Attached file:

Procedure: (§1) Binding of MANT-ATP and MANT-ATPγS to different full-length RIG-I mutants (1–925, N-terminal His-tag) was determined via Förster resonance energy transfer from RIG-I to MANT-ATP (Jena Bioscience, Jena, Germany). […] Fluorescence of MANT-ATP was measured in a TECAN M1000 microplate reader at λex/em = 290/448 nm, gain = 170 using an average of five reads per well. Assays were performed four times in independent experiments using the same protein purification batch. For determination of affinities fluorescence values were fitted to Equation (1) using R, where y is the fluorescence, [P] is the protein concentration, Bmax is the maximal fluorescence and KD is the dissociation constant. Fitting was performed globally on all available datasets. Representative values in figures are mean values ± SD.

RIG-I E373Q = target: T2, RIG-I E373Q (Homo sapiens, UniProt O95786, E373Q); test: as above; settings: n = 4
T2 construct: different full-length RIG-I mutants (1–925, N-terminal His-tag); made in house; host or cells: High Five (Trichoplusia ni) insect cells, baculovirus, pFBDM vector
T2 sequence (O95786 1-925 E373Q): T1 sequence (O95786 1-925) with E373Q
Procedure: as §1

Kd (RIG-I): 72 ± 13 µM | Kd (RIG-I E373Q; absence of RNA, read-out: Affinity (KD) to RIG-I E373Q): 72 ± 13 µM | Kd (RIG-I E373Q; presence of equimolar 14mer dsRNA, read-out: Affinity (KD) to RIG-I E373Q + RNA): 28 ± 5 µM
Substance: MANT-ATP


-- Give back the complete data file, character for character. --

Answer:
Procedure: (§1) Binding of MANT-ATP and MANT-ATPγS to different full-length RIG-I mutants (1–925, N-terminal His-tag) was determined via Förster resonance energy transfer from RIG-I to MANT-ATP (Jena Bioscience, Jena, Germany). […] Fluorescence of MANT-ATP was measured in a TECAN M1000 microplate reader at λex/em = 290/448 nm, gain = 170 using an average of five reads per well. Assays were performed four times in independent experiments using the same protein purification batch. For determination of affinities fluorescence values were fitted to Equation (1) using R, where y is the fluorescence, [P] is the protein concentration, Bmax is the maximal fluorescence and KD is the dissociation constant. Fitting was performed globally on all available datasets. Representative values in figures are mean values ± SD.

RIG-I E373Q = target: T2, RIG-I E373Q (Homo sapiens, UniProt O95786, E373Q); test: as above; settings: n = 4
T2 construct: different full-length RIG-I mutants (1–925, N-terminal His-tag); made in house; host or cells: High Five (Trichoplusia ni) insect cells, baculovirus, pFBDM vector
T2 sequence (O95786 1-925 E373Q): T1 sequence (O95786 1-925) with E373Q
Procedure: as §1

Kd (RIG-I): 72 ± 13 µM | Kd (RIG-I E373Q; absence of RNA, read-out: Affinity (KD) to RIG-I E373Q): 72 ± 13 µM | Kd (RIG-I E373Q; presence of equimolar 14mer dsRNA, read-out: Affinity (KD) to RIG-I E373Q + RNA): 28 ± 5 µM
Substance: MANT-ATP